I’m a modern parent. I think it’s important to affirm my children’s voices, validate their thoughts, boost their self-esteem and be flexible. I use age-appropriate language and believe that children with parents who communicate with them feel more secure, are more willing to do as they are told and understand what is expected of them, at least in theory.
But sometimes I wonder if my kids and I exchange too many words.
I’m not talking about learning about their school day or listening to their feelings. I’m referring to the stage I have entered with my prepubescent 12-year old son and daughter who’s 6-going-on-30.
It’s been a stage defined by the push to cultivate an open dialogue with my children — one where I clearly communicate my rationale and hear them out — and the contrasting pull of my feeling that some issues don’t require a lengthy talk. It’s a parenting quagmire that sends me reeling.
These days I spend precious minutes listening to reasons why I can’t evict naked dolls from the bathtub or why smelly clothes prefer the spot next to or on top of the laundry basket, rather than inside where they belong. A simple “dinner’s ready” has a way of turning into a U.N. conference as my kids negotiate for more video game or TV time.
Eating dinner 10 minutes later is not the end of the world. I mean, we have a microwave. The problem is, dinner is ready. After hearing my kids out, I lay out the natural consequences of delaying dinner: Bath time is pushed back; my daughter and I read one book instead of three; they go to bed later, and our next morning will be rushed because they didn’t get enough sleep.
But inside I wonder, why am I explaining myself? If this scenario were a one-off, there would be no issue, but it’s constant.
On the flip side, I love that my children are able to voice their opinions. Last summer, I signed my daughter up for a math camp. My son had previously attended this same camp and had a blast, so I thought she would too. After the first day, my daughter announced that she hated camp. She made it clear that there were too many kids and the teachers weren’t friendly. I was disappointed that she was uncomfortable (not to mention, I had already paid for camp), but I heard what she said, and I did not send her back.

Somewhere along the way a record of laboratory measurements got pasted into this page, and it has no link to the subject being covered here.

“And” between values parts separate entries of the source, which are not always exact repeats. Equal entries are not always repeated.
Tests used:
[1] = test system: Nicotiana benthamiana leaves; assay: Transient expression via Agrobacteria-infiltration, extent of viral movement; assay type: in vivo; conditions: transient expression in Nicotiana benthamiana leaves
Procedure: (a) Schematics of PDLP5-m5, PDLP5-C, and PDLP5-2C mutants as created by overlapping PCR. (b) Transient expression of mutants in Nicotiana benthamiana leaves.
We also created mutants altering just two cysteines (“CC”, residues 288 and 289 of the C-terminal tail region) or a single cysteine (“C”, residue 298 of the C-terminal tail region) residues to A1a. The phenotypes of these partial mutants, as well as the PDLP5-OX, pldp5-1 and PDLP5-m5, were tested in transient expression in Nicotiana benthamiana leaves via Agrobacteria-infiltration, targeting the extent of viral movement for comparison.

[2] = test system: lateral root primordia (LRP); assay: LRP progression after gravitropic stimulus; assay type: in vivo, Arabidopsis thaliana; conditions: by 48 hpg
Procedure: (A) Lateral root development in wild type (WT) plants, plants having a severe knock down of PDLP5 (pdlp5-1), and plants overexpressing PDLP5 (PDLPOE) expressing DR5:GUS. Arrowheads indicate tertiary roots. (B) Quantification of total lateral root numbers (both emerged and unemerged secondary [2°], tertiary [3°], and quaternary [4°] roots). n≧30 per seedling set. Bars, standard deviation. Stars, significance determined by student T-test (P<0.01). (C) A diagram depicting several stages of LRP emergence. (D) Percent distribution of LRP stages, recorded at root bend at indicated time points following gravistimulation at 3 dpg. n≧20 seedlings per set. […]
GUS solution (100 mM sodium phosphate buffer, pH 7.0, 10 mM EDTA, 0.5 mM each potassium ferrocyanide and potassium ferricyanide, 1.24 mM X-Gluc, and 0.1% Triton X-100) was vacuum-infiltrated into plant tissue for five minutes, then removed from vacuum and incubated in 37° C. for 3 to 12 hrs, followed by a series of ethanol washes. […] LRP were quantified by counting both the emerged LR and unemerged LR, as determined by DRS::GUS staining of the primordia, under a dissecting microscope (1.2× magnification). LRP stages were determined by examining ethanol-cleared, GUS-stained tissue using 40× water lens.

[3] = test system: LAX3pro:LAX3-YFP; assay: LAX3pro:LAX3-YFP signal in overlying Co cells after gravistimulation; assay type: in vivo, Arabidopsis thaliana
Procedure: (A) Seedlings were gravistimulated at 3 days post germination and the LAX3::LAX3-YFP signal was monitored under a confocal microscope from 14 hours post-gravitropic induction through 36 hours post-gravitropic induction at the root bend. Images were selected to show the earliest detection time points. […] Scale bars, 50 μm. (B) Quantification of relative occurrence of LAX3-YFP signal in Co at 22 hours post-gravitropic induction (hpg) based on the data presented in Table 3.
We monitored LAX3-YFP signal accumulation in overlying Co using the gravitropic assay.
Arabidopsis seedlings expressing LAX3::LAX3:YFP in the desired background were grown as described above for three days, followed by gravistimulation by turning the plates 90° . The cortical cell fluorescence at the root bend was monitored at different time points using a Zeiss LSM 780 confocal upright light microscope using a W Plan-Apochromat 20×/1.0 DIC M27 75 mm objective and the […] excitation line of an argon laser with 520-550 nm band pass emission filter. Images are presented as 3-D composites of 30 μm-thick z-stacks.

I felt good about that decision, but I still struggle in a space between being too authoritarian about tasks being completed at a certain time or in a specific manner and alternately feeling like I’m too permissive for allowing my children to circumvent plans I have put in place.
It’s a balancing act I have yet to master.
As much as I take pride in my kids’ ability to articulate their wants and needs, I worry that the incessant clarifying and negotiating makes boundaries so elastic that rules cease to be effective.
Perhaps my confusion is a byproduct of generational differences in parenting styles because I was not raised with as many choices.
My grandparents were old-school. I doubt they would have pulled me from camp or let my dinner get cold while I finished playing Atari with my brother. Their expectations were clear, and I complied out of fear of being punished or disappointing them or other adults. I’m not suggesting that fear-based parenting is the way to go, but now that I am a parent, I do understand the appeal of children following reasonable directions without question. And it’s a skill that, I must admit, has helped me in the real world.
In the end, I believe there is room for both communication styles — one that’s more direct and one that provides room for a back-and-forth — and I will continue to straddle past and present parenting models. I will nurture my modern kids’ voices, but I’ll simultaneously set firm limits. While I know there will still be conflicts along the way, I’m hopeful that our communication will keep us close. I also hope that my children can recognize that sometimes just do it can be as empowering as let’s make a deal.